A couple of decent chances fell to Lukaku as the game progressed to earn his hat-trick but it was Scotland that should've found their way back into the game. An effort from Ryan Fraser saved by Thibaut Courtois preceded a chance for McKenna, inexplicably through on goal, his effort was saved by the Real Madrid goalkeeper before falling to James Forrest but the Celtic winger and star man in Nations League C couldn't get the ball out of his feet in time with the goal gaping.
This seemed to wake Belgium up a little as they ended the half strongly. Hazard and De Bruyne forced good saves from Marshall before the latter finally got his goal. Dries Mertens assisting for "KDB" from outside the box. The strike was so sweet into the corner that Marshall was rooted to the spot. It provided the icing to the cake on a comfortable night in Brussels.
This Belgium side doesn't need to rely on any single one man. They have bags of ability across the squad. Eden Hazard is the talisman for many but the likes of de Bruyne, Mertens and even Eden's brother Thorgan are all crucial cogs in this side but if you are looking for goals, then look no further than Manchester United's Romelu Lukaku.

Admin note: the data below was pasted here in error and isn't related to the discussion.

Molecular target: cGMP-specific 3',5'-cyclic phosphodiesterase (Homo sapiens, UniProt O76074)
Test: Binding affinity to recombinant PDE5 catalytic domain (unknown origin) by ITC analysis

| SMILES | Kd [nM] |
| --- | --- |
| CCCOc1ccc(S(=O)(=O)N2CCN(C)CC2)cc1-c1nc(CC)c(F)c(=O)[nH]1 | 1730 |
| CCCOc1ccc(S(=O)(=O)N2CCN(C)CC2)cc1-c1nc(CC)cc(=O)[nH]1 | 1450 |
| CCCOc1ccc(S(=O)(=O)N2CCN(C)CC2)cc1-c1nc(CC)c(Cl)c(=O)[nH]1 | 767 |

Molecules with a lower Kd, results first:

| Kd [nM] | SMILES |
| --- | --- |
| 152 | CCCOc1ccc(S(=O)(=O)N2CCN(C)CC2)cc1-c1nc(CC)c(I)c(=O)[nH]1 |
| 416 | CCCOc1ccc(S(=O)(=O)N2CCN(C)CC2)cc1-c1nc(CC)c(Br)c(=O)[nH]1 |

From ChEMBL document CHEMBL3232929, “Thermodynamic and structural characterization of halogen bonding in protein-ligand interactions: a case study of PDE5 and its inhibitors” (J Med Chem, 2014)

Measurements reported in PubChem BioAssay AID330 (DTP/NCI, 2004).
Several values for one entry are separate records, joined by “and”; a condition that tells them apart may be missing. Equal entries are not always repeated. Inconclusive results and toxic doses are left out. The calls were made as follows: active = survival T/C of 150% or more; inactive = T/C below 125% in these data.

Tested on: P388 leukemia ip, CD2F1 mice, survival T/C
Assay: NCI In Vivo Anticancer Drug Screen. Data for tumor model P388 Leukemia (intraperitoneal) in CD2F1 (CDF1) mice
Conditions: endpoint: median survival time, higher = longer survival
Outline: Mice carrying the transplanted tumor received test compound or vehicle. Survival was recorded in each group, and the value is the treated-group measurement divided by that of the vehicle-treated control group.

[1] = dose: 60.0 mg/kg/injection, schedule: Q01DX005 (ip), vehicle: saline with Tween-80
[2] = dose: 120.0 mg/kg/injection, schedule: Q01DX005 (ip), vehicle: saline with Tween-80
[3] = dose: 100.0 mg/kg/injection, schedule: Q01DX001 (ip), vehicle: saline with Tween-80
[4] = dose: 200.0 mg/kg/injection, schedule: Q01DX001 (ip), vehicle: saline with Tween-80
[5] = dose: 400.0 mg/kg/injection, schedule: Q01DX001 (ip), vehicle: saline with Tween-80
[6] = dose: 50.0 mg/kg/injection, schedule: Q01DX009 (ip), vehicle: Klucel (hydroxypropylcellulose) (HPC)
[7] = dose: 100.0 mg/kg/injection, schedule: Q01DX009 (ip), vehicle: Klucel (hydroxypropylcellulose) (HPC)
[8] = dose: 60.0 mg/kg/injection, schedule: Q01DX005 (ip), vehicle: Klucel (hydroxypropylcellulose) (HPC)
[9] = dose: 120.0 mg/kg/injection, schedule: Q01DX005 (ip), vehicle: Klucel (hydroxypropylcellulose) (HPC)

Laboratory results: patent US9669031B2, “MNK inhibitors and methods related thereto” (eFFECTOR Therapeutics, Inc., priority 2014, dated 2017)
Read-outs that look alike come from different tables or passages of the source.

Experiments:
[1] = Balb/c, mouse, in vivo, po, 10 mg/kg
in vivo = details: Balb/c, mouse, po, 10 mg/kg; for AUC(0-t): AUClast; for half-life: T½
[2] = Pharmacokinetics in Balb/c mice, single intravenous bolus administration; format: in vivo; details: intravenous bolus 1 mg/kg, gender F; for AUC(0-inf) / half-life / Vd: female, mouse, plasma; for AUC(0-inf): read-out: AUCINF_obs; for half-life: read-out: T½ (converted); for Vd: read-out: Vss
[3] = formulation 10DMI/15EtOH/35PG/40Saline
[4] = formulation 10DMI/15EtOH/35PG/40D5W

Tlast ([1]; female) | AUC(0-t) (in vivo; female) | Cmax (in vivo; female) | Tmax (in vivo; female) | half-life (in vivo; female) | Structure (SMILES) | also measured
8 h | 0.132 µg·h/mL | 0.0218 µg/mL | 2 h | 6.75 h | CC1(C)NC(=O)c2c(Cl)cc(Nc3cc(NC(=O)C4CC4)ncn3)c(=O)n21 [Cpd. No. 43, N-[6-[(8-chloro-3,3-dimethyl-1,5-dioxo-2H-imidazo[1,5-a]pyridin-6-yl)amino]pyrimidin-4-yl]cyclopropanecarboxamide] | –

The big striker has came under huge criticism from the other Red Devils he plays for after an underwhelming season and frustrating performances both individually and from his team but for some reason, he always seems to excel in the shirt of his country. His exploits on Tuesday made it twenty-one goals in his last twenty-five appearances for the national team and eight in his last six.
He had his frustrating moments in this match too, not least when he blocked his own goalbound shot from two yards out with his standing foot, but forty-eight goals in eighty-one appearances is an outstanding achievement and proves just how important Lukaku is to his side.
If there were reasons to be cheerful for Scotland after their victory over Cyprus last weekend, then this match tonight provides even more reason to be so. It seems odd considering the damaging defeat but for those that have followed the Scottish national side over the last decade, there is lots of room for optimism again under Steve Clarke.